The Bulgarian Rose Damascena and Its Magical Benefits
I visit my family in Bulgaria quite often, and, during my latest visit, I realised that I’ve never really talked about my country enough.
Even though I live in the UK, I still feel an intricate connection to Bulgaria – it is, after all, the land of my ancestors, the place where I was born, where I grew up, found my first love and gave birth to my daughter. But it’s special even beyond my personal experience. There’s just something, deep down inside, that fills me with infinite fascination about Bulgaria. We’ve got gorgeous natural parks, tall mountains and vast fields, sunny beaches for the summer season and excellent ski trails for the winter. The combination of fertile soil and exceptional geographical position also turn Bulgaria into a place where nearly everything can grow. The local farmers cultivate a large variety of fruits and veggies, and nature itself produces a near endless supply of healthy herbs.
If you’ve never visited Bulgaria before, I wholeheartedly advise you to do so. There’s so much to see and experience that it would take dozens of articles to even begin covering the subject!
May and June are the best months to be in Bulgaria, both for visiting the eastern parts of Bulgaria (where our beaches are) and for staying in Central Bulgaria to visit Rose Valley (where I’m originally from). Whenever I visit during the summer months, getting from the airport to my home village can often take the better part of the day, because there’s just so many people there! This is the exact time when the Rose festival is held, and people from all over the world flock to my little country to experience the authentic Bulgarian aesthetic and take in the gorgeous natural sights. If you’re interested in more travelling content, I’ve got a couple of articles for you, about my journeys to Switzerland and China. As of right now, however, I sadly don’t have a Bulgaria-focused article, but I plan to work on one in the near future! If you’d like to receive a notification when I post the next article, you should follow me on social media or subscribe to my newsletter for updates directly to your inbox!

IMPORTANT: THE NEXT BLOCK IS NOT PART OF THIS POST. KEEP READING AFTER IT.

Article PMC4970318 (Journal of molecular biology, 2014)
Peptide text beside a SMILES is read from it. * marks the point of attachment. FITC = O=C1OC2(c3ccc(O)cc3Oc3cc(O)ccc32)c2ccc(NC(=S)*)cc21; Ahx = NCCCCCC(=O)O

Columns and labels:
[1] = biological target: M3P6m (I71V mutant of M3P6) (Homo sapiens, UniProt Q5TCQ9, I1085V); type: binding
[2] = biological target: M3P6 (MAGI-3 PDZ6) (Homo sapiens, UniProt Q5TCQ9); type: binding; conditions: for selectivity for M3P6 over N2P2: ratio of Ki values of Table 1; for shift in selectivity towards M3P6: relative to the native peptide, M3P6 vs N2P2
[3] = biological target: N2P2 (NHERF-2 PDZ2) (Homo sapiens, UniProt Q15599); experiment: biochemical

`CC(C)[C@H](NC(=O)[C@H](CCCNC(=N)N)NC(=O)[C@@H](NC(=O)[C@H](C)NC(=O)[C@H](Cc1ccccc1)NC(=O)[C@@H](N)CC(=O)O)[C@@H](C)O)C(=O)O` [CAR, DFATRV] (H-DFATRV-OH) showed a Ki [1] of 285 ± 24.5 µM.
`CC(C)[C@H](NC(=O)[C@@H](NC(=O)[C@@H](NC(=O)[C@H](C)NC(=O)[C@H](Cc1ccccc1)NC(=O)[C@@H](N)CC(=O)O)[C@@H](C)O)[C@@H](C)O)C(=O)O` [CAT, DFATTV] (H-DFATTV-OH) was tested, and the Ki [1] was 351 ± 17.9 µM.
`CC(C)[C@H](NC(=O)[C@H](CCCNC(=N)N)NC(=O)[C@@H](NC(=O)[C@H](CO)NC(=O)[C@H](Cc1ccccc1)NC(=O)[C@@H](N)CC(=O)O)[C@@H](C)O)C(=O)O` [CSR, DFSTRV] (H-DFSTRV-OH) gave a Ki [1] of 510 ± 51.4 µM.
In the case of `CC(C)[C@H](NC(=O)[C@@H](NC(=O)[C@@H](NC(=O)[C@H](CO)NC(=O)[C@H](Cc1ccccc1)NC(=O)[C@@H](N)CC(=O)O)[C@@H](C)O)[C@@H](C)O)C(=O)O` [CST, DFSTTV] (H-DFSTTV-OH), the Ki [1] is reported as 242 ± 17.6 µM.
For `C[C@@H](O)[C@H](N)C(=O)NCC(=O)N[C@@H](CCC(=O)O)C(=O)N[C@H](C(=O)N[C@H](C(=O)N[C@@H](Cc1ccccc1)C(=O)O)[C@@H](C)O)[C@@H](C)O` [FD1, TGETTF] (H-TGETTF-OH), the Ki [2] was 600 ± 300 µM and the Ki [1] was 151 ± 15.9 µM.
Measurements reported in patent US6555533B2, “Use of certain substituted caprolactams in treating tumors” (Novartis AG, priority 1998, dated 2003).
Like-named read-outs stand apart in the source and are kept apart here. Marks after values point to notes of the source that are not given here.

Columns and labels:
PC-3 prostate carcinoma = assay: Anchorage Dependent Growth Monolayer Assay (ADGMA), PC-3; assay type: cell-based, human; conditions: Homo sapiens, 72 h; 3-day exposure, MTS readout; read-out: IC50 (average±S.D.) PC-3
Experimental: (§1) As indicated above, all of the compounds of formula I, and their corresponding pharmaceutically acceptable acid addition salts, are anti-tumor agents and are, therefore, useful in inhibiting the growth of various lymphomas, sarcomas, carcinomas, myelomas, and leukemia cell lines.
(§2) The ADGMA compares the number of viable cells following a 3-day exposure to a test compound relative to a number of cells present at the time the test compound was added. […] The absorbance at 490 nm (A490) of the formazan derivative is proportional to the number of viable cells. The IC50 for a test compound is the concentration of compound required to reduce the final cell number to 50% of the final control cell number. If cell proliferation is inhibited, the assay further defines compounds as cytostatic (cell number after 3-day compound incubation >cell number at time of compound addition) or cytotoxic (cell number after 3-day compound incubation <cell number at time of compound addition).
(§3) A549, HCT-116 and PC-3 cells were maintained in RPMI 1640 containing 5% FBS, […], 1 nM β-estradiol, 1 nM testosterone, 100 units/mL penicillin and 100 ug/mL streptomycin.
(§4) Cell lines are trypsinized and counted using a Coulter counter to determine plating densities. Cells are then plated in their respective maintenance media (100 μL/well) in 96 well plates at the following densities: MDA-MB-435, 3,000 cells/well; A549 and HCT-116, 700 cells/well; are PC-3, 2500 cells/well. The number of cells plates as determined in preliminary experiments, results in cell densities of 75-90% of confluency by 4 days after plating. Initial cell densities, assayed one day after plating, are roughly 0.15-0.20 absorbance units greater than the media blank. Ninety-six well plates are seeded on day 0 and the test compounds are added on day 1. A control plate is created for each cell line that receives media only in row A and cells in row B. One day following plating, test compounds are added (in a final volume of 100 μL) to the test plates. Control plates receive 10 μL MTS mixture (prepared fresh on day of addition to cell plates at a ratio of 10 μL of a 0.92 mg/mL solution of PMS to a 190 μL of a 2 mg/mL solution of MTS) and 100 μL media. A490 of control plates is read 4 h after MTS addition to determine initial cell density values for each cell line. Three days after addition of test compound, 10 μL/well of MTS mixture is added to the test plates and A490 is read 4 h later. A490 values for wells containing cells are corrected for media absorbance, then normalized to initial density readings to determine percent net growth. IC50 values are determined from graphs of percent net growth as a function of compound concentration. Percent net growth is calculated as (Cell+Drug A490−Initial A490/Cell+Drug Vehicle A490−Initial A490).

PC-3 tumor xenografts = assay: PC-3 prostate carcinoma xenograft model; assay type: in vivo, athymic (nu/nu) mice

Now, back to roses and rose oil. Bulgaria, among other things, is known for its production of rose oil. And, as some of you probably remember, I grew up in a small Bulgarian village, near the town of Kazanlak, in the very heart of the place called the Valley of Roses. It’s precisely there where our famed rose oil is produced. I’ve even had the pleasure of seeing parts of the process with my own eyes when I was a child, and let me tell you – it’s quite the laborious task! It wasn’t until I was older, however, that I actually took an interest in the benefits of rose oil and was able to appreciate the impact of this work fully.